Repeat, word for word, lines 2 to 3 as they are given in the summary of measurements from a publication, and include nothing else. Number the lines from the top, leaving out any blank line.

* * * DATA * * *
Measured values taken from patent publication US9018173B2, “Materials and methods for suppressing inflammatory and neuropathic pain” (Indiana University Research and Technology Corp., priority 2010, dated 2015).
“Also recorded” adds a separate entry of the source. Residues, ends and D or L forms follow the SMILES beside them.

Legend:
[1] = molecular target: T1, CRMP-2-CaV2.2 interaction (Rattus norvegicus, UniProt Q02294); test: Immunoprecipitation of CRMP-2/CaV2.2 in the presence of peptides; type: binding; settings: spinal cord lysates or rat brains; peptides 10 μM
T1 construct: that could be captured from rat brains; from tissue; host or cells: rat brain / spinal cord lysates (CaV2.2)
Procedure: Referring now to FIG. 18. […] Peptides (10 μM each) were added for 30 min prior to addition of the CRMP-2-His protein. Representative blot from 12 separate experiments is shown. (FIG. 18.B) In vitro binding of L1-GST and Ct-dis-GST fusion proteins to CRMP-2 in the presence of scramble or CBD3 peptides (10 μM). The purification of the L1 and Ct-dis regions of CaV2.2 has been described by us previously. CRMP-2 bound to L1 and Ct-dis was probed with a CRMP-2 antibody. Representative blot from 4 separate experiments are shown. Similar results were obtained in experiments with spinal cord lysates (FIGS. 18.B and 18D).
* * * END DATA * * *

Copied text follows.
“Also recorded” adds a separate entry of the source. Residues, ends and D or L forms follow the SMILES beside them.

Legend: